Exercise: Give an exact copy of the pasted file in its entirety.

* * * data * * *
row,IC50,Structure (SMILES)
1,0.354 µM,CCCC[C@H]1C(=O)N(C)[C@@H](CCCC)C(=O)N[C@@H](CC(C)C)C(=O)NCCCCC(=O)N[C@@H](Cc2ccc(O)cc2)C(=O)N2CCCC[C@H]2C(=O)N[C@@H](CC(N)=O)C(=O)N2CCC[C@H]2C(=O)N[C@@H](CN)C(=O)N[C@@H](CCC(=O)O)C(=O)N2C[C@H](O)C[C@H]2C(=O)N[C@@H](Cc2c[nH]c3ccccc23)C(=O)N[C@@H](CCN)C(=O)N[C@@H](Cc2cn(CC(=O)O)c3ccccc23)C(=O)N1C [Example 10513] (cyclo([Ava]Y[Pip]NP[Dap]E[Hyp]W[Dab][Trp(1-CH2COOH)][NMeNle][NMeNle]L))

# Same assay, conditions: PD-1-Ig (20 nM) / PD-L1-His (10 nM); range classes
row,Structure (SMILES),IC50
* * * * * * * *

row,IC50,Structure (SMILES)
1,0.354 µM,CCCC[C@H]1C(=O)N(C)[C@@H](CCCC)C(=O)N[C@@H](CC(C)C)C(=O)NCCCCC(=O)N[C@@H](Cc2ccc(O)cc2)C(=O)N2CCCC[C@H]2C(=O)N[C@@H](CC(N)=O)C(=O)N2CCC[C@H]2C(=O)N[C@@H](CN)C(=O)N[C@@H](CCC(=O)O)C(=O)N2C[C@H](O)C[C@H]2C(=O)N[C@@H](Cc2c[nH]c3ccccc23)C(=O)N[C@@H](CCN)C(=O)N[C@@H](Cc2cn(CC(=O)O)c3ccccc23)C(=O)N1C [Example 10513] (cyclo([Ava]Y[Pip]NP[Dap]E[Hyp]W[Dab][Trp(1-CH2COOH)][NMeNle][NMeNle]L))

# Same assay, conditions: PD-1-Ig (20 nM) / PD-L1-His (10 nM); range classes
row,Structure (SMILES),IC50